Carbonate rocks form from ions in seawater. Thus, their deposition and accumulation is somewhat different than it is for siliciclastic sediments. They do not require that sediment is transported into the environment. Rather, they require specific chemical, temperature, and biological conditions in the environment where they form.
Most carbonates (during Phanerozoic time) are created by living organisms as shells and skeletons. (During Precambrian time, microbial communities strongly influenced carbonate mineral precipitation.) Corals, snails, clams, etc. are good examples. The reaction to form the carbonate minerals calcite or aragonite (which have the same mineral formula) is:
Ca2+ + CO32- = CaCO3
Because HCO3- is more abundant in seawater than CO32-, the actual reaction that takes place is:
Ca2+ + 2HCO3- = CaCO3 + H2O + CO2
The = means the reaction can go either way. If it goes from left to right, calcium carbonate minerals - calcite or aragonite - form. If it goes to the left, calcium carbonate minerals dissolve.) The chemical reaction to form the minerals is most likely in warm water, particularly in warm agitated waters. Breaking waves help get rid of the CO2 produced by the reaction, which makes the reaction proceed even faster. Also, some corals contain photosynthetic organisms within their tissues, and those organisms consume CO2, which also helps with the mineralization process. Thus, carbonate minerals form in warm, shallow seawater. The accumulation of carbonates creates “carbonate platforms” around many tropical islands (e.g. Caribbean islands, Bahamas, Hawaii, etc.) and along tropical shorelines (Florida, Great Barrier Reef of Australia, etc.).
One major source of carbonate sediments in geologically recent time is from calcifying algae. These organisms are very abundant. They produce the minerals as sand or mud grains (depending on the species) within their tissues. When the algae die, the carbonate grains are released into the environment to be transported by waves and currents. At this point, the grains behave more or less the same as siliciclastic grains, with coarser sediment requiring high flow speeds to be transported, and mud-sized grains requiring very low flow speeds to settle from suspension. In shallow environments, muds accumulate in deeper areas of lagoons or get transported off shore into deeper waters. The grains get concentrated into shoals where water speeds slow down, for example, where water is channeled through a reef into a lagoon. These grains can also grow through carbonate mineral precipitation forming coated grains, or ooids. Thus, they get coarser with time.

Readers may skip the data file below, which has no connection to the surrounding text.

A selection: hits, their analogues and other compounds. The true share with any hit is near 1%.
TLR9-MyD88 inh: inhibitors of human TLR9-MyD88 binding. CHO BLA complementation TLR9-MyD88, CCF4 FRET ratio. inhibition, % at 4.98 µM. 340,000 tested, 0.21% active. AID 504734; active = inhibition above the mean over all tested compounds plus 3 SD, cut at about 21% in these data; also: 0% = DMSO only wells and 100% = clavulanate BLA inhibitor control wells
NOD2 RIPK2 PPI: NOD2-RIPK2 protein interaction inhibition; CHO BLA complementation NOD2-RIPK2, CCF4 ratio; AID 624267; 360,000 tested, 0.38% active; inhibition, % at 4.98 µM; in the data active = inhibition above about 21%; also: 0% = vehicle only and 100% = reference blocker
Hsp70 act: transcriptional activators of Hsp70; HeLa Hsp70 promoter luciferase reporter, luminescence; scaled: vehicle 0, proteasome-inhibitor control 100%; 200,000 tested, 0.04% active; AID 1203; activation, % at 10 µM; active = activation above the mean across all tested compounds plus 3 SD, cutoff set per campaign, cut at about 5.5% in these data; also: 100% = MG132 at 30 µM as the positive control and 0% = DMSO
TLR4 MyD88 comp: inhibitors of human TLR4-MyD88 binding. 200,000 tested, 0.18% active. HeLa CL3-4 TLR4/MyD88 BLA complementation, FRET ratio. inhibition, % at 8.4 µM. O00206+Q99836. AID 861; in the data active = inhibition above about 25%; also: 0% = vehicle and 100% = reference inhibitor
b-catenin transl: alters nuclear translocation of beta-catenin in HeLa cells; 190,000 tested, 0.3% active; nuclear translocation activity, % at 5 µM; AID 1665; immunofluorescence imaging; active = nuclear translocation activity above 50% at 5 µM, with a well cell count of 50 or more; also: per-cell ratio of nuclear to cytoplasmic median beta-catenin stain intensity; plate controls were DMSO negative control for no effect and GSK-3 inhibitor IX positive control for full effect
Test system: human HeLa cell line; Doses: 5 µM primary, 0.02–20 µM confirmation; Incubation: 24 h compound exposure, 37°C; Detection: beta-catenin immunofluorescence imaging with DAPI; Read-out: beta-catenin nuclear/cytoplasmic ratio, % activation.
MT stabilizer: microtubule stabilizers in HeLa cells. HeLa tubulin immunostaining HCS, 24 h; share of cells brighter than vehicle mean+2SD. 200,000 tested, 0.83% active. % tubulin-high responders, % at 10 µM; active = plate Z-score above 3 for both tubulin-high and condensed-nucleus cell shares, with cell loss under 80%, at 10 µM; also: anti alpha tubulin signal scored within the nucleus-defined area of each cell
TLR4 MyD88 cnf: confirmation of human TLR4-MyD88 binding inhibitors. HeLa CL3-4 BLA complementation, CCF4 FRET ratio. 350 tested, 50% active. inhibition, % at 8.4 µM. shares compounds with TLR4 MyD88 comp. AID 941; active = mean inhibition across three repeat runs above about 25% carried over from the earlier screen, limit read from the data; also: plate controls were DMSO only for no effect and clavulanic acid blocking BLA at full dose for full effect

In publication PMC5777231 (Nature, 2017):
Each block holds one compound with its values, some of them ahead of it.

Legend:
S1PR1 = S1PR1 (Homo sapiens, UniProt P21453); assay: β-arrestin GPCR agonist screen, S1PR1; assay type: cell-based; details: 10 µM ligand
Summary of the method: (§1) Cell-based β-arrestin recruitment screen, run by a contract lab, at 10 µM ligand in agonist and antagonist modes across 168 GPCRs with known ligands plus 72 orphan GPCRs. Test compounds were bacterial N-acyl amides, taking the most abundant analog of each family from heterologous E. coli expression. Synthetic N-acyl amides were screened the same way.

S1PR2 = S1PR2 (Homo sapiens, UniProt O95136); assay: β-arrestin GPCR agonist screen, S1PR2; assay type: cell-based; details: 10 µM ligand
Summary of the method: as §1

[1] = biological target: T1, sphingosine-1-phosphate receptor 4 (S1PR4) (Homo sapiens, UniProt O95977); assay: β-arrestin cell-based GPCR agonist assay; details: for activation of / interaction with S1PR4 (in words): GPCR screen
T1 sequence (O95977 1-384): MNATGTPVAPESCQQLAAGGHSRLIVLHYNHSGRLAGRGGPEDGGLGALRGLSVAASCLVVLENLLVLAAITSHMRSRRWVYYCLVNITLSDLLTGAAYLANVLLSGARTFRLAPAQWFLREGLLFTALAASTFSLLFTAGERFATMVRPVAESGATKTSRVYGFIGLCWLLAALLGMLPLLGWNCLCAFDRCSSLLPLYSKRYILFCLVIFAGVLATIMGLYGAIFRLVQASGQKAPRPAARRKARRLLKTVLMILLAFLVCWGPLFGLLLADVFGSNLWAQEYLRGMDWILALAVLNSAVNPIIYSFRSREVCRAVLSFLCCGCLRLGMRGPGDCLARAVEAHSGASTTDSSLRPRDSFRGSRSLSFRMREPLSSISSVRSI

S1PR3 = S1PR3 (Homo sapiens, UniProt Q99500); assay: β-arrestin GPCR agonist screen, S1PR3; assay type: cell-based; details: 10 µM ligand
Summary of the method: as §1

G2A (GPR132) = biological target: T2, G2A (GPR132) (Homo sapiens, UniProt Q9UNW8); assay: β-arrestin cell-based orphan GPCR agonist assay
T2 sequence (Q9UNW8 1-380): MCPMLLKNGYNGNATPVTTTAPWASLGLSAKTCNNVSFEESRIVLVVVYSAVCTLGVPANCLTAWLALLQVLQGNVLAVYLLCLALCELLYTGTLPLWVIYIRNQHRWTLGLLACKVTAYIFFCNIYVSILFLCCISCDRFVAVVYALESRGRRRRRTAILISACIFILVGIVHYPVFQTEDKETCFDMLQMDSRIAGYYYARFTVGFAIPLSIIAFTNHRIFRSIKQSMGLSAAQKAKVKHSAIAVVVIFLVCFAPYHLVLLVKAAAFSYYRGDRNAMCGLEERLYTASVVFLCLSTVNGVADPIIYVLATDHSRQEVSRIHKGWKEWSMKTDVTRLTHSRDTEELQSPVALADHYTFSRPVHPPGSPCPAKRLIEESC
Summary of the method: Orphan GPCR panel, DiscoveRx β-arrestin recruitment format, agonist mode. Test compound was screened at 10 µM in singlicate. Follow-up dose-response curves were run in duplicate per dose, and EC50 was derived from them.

A second distinctive feature of carbonates is the growth of reefs. Corals and other skeletal organisms grow well in high energy zones with breaking waves. Their skeletons make them resistant to erosion, and the breaking waves enhance carbonate mineral formation. Also, the precipitation of more carbonate as cements makes the structures hard and very resistant to erosion even though they are in high energy zones with breaking waves. These reef ecosystems can grow very quickly, creating a topographic high located off shore. This high induces more breaking waves, changing the energy distribution across the carbonate platform. The distribution of grain sizes around a reef depend on the flow speeds, similar to the dependence for siliciclastic grains, but the reef itself is cemented in place and provides a unique environment. Grains that are broken off tend to be transported to the inside or outside of the reef where water depths increase and flow speeds slow.
As reefs grow upward, they create very steep slopes, sometimes almost vertical slopes. These slopes can be unstable long-term, and they can fail, creating breccia in deep water and inducing turbidites as in siliciclastic sediments.
See figure 15.12 in Nichols, Edition 2 for the distribution of environments across a reef.